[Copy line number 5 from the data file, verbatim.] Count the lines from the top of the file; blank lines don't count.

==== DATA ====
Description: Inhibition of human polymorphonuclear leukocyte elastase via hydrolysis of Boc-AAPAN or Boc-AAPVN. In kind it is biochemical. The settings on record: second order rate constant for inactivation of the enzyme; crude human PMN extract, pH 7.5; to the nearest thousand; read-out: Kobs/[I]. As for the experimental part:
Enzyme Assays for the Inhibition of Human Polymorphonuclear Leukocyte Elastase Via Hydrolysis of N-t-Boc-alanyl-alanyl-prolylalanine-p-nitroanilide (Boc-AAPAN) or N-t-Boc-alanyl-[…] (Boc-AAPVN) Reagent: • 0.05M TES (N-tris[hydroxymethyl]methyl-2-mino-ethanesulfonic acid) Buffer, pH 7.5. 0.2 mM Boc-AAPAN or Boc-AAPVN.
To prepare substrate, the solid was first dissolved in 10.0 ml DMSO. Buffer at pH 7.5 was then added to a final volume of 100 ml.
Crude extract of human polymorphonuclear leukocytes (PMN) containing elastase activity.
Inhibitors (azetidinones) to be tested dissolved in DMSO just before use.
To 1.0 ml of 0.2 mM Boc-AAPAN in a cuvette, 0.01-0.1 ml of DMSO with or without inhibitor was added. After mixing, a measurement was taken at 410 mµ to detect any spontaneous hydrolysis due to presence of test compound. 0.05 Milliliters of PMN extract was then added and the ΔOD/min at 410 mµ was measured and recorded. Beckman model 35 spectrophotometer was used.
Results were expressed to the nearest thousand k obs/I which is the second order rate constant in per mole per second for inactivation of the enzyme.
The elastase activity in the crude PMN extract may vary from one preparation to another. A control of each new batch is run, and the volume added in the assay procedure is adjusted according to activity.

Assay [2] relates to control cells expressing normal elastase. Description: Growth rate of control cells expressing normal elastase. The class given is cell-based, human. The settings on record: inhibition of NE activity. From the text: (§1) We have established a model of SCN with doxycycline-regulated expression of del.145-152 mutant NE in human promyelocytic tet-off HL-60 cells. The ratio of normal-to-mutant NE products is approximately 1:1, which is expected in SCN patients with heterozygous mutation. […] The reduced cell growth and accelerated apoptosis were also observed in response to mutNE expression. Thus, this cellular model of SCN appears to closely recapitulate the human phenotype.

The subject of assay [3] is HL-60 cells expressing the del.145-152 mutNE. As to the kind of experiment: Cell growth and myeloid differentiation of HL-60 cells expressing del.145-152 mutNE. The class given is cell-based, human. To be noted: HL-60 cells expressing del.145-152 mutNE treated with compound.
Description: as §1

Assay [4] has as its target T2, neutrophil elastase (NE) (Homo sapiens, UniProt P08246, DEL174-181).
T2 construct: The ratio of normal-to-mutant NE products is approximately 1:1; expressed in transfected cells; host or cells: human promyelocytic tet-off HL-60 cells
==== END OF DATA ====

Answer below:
Inhibitors (azetidinones) to be tested dissolved in DMSO just before use.